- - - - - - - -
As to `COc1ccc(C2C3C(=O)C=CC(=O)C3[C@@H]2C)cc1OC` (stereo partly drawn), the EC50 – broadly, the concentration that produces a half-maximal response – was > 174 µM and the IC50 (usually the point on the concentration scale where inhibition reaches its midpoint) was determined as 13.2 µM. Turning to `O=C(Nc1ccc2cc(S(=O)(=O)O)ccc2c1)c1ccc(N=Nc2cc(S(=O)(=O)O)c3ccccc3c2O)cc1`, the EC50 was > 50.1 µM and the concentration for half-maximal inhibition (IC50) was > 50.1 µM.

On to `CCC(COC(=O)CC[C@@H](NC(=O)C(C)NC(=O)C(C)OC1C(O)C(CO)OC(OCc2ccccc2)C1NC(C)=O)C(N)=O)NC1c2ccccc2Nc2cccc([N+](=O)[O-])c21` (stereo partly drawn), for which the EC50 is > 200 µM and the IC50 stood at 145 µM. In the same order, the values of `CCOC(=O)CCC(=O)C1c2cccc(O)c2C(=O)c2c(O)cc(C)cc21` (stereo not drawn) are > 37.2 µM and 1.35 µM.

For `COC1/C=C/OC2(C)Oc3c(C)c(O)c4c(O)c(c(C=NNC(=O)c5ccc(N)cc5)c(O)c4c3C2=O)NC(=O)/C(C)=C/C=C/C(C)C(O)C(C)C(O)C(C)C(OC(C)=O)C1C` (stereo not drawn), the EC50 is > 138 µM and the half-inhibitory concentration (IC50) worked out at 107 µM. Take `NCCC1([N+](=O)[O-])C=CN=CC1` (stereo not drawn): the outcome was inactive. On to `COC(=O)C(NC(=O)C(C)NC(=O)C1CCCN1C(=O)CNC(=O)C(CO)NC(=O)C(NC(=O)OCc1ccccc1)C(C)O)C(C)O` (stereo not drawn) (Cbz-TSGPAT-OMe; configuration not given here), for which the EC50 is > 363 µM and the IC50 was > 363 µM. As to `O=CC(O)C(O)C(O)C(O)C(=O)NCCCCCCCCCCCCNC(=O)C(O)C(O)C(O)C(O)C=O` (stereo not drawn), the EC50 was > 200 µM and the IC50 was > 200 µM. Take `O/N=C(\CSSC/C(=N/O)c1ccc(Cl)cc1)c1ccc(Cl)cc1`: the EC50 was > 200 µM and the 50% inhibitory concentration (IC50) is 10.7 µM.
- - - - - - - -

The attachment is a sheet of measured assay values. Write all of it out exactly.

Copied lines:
As to `COc1ccc(C2C3C(=O)C=CC(=O)C3[C@@H]2C)cc1OC` (stereo partly drawn), the EC50 – broadly, the concentration that produces a half-maximal response – was > 174 µM and the IC50 (usually the point on the concentration scale where inhibition reaches its midpoint) was determined as 13.2 µM. Turning to `O=C(Nc1ccc2cc(S(=O)(=O)O)ccc2c1)c1ccc(N=Nc2cc(S(=O)(=O)O)c3ccccc3c2O)cc1`, the EC50 was > 50.1 µM and the concentration for half-maximal inhibition (IC50) was > 50.1 µM.

On to `CCC(COC(=O)CC[C@@H](NC(=O)C(C)NC(=O)C(C)OC1C(O)C(CO)OC(OCc2ccccc2)C1NC(C)=O)C(N)=O)NC1c2ccccc2Nc2cccc([N+](=O)[O-])c21` (stereo partly drawn), for which the EC50 is > 200 µM and the IC50 stood at 145 µM. In the same order, the values of `CCOC(=O)CCC(=O)C1c2cccc(O)c2C(=O)c2c(O)cc(C)cc21` (stereo not drawn) are > 37.2 µM and 1.35 µM.

For `COC1/C=C/OC2(C)Oc3c(C)c(O)c4c(O)c(c(C=NNC(=O)c5ccc(N)cc5)c(O)c4c3C2=O)NC(=O)/C(C)=C/C=C/C(C)C(O)C(C)C(O)C(C)C(OC(C)=O)C1C` (stereo not drawn), the EC50 is > 138 µM and the half-inhibitory concentration (IC50) worked out at 107 µM. Take `NCCC1([N+](=O)[O-])C=CN=CC1` (stereo not drawn): the outcome was inactive. On to `COC(=O)C(NC(=O)C(C)NC(=O)C1CCCN1C(=O)CNC(=O)C(CO)NC(=O)C(NC(=O)OCc1ccccc1)C(C)O)C(C)O` (stereo not drawn) (Cbz-TSGPAT-OMe; configuration not given here), for which the EC50 is > 363 µM and the IC50 was > 363 µM. As to `O=CC(O)C(O)C(O)C(O)C(=O)NCCCCCCCCCCCCNC(=O)C(O)C(O)C(O)C(O)C=O` (stereo not drawn), the EC50 was > 200 µM and the IC50 was > 200 µM. Take `O/N=C(\CSSC/C(=N/O)c1ccc(Cl)cc1)c1ccc(Cl)cc1`: the EC50 was > 200 µM and the 50% inhibitory concentration (IC50) is 10.7 µM.